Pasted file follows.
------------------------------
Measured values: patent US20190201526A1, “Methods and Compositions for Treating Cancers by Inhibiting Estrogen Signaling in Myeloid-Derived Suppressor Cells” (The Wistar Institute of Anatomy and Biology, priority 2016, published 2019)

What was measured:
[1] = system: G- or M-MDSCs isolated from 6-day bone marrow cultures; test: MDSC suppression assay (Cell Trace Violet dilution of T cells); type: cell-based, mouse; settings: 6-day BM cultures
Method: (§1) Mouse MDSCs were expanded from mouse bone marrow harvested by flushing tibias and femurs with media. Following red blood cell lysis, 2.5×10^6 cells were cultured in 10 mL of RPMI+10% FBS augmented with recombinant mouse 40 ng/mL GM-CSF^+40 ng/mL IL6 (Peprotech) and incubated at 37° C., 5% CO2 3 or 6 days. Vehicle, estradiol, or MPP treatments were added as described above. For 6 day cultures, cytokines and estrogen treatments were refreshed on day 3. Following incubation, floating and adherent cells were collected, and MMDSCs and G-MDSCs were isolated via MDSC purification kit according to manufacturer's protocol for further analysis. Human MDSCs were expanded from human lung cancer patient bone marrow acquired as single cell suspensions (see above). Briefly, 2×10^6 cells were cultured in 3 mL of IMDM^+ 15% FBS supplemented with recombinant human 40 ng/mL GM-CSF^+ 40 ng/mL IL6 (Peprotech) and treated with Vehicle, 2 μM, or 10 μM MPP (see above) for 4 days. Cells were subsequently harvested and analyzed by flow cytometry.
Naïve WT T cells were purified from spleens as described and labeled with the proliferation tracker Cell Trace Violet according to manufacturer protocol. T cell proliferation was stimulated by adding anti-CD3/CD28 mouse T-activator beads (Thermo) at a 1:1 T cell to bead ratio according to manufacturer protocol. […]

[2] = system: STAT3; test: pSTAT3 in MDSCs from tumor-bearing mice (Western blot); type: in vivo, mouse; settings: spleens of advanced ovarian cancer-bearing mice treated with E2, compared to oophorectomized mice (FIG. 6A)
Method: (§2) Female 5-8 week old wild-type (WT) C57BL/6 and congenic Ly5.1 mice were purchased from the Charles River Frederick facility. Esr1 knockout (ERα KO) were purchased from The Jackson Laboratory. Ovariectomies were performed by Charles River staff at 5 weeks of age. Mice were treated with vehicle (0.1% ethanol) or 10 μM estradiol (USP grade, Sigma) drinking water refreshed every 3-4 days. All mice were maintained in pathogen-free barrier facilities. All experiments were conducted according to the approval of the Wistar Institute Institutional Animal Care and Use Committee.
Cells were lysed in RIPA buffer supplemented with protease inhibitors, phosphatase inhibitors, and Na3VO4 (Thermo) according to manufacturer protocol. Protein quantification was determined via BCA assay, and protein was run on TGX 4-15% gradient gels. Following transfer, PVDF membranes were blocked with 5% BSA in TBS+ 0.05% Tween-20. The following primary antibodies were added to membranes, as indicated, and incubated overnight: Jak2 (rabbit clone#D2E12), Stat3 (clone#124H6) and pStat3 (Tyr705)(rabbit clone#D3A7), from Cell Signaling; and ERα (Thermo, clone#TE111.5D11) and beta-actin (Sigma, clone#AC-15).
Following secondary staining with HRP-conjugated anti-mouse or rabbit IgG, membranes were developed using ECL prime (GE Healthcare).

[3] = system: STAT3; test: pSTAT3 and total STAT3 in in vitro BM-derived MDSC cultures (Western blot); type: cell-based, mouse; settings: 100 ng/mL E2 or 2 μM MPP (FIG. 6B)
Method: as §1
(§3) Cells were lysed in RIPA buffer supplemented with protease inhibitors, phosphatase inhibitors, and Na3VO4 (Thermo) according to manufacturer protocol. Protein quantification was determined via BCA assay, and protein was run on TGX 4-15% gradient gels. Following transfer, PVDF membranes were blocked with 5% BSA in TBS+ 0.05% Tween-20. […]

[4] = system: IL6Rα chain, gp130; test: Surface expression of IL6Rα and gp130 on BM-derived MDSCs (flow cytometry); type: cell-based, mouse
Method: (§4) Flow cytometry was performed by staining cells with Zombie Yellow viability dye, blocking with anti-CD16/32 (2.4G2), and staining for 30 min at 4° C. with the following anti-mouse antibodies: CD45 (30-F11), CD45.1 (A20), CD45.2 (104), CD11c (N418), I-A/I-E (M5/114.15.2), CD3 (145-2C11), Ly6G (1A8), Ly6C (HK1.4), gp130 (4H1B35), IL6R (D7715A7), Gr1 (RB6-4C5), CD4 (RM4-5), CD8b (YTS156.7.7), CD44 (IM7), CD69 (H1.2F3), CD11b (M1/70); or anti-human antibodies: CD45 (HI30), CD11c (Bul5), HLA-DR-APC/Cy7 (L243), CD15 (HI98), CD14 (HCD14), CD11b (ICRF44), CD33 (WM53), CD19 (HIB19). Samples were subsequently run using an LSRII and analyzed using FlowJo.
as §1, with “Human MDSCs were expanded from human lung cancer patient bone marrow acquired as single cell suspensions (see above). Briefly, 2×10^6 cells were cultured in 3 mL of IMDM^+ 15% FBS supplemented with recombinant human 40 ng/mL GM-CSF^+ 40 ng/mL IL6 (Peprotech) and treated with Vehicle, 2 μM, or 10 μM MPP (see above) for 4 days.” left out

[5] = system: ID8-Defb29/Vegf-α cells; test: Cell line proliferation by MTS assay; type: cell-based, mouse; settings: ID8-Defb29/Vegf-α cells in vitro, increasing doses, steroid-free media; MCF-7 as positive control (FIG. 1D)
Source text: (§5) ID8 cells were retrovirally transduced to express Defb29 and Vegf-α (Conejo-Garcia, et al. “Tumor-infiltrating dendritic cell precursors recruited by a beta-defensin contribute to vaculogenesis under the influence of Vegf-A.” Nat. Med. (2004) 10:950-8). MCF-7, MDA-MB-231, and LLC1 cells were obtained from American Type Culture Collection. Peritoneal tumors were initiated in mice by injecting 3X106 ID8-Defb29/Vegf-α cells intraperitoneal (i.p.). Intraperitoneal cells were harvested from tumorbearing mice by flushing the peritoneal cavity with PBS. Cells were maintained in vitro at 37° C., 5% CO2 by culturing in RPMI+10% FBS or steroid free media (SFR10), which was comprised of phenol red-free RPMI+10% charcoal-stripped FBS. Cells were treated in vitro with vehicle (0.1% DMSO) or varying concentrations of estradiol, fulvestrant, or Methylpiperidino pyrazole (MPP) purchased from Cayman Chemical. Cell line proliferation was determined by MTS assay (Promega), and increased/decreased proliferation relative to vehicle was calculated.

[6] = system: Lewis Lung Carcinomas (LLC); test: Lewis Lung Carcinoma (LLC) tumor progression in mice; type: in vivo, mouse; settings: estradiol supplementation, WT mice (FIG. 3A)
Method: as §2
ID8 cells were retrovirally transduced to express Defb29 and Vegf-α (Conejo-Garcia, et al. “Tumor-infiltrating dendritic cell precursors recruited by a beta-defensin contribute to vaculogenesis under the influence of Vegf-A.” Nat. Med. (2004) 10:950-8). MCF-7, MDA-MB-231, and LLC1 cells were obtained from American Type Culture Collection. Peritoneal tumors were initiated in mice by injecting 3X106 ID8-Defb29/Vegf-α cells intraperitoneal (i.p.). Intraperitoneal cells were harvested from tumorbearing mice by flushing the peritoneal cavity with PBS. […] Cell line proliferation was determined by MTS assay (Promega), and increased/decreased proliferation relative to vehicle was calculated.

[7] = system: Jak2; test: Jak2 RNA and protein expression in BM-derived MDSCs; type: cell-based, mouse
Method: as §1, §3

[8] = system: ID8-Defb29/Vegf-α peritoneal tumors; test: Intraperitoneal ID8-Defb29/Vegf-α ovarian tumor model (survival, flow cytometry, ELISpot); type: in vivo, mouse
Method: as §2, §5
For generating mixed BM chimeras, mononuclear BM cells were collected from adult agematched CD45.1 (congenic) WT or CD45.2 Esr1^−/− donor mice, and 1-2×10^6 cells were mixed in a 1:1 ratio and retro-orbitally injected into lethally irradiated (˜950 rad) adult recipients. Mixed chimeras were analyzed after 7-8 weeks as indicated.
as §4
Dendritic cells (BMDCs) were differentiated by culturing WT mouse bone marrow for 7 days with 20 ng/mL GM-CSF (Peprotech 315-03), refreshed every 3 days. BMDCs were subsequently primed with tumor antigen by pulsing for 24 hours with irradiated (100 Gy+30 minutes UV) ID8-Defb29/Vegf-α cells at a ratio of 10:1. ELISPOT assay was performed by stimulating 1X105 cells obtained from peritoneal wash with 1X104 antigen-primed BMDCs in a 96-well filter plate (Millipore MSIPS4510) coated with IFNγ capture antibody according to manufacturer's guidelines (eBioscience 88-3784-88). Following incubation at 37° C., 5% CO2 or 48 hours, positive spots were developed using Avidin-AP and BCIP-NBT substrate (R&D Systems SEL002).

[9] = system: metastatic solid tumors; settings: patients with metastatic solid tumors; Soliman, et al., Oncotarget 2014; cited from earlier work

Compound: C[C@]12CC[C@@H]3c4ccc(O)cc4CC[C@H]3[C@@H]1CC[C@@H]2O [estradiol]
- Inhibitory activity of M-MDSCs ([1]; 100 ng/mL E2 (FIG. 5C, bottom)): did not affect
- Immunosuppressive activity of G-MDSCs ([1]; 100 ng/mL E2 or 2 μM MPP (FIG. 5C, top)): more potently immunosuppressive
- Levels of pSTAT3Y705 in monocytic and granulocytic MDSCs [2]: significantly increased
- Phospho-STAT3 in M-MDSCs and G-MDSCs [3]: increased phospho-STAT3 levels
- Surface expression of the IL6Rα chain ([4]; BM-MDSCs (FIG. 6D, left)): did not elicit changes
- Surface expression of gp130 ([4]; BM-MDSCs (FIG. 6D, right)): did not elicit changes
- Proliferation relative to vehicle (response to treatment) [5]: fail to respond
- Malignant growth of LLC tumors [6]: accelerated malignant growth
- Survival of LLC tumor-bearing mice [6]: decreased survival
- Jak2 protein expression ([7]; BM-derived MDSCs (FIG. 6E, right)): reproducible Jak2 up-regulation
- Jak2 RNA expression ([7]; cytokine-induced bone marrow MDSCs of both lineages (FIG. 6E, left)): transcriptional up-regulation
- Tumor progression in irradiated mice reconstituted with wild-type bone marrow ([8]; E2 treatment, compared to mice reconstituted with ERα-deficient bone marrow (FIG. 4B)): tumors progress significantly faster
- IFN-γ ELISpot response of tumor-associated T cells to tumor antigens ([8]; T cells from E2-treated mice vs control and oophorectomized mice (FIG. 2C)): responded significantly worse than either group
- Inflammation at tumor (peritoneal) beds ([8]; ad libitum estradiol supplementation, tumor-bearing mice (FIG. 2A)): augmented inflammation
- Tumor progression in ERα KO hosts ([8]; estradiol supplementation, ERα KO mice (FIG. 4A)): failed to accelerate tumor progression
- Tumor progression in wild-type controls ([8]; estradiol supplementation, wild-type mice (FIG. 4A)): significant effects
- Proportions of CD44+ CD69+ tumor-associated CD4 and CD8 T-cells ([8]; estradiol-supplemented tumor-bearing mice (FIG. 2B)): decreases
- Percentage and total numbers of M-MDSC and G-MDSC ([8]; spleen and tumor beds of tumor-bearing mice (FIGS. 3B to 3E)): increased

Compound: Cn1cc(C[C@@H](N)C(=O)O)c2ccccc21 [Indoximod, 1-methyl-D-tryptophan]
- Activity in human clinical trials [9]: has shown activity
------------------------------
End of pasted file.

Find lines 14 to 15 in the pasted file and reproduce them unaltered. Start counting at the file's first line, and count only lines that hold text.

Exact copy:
Method: (§4) Flow cytometry was performed by staining cells with Zombie Yellow viability dye, blocking with anti-CD16/32 (2.4G2), and staining for 30 min at 4° C. with the following anti-mouse antibodies: CD45 (30-F11), CD45.1 (A20), CD45.2 (104), CD11c (N418), I-A/I-E (M5/114.15.2), CD3 (145-2C11), Ly6G (1A8), Ly6C (HK1.4), gp130 (4H1B35), IL6R (D7715A7), Gr1 (RB6-4C5), CD4 (RM4-5), CD8b (YTS156.7.7), CD44 (IM7), CD69 (H1.2F3), CD11b (M1/70); or anti-human antibodies: CD45 (HI30), CD11c (Bul5), HLA-DR-APC/Cy7 (L243), CD15 (HI98), CD14 (HCD14), CD11b (ICRF44), CD33 (WM53), CD19 (HIB19). Samples were subsequently run using an LSRII and analyzed using FlowJo.
as §1, with “Human MDSCs were expanded from human lung cancer patient bone marrow acquired as single cell suspensions (see above). Briefly, 2×10^6 cells were cultured in 3 mL of IMDM^+ 15% FBS supplemented with recombinant human 40 ng/mL GM-CSF^+ 40 ng/mL IL6 (Peprotech) and treated with Vehicle, 2 μM, or 10 μM MPP (see above) for 4 days.” left out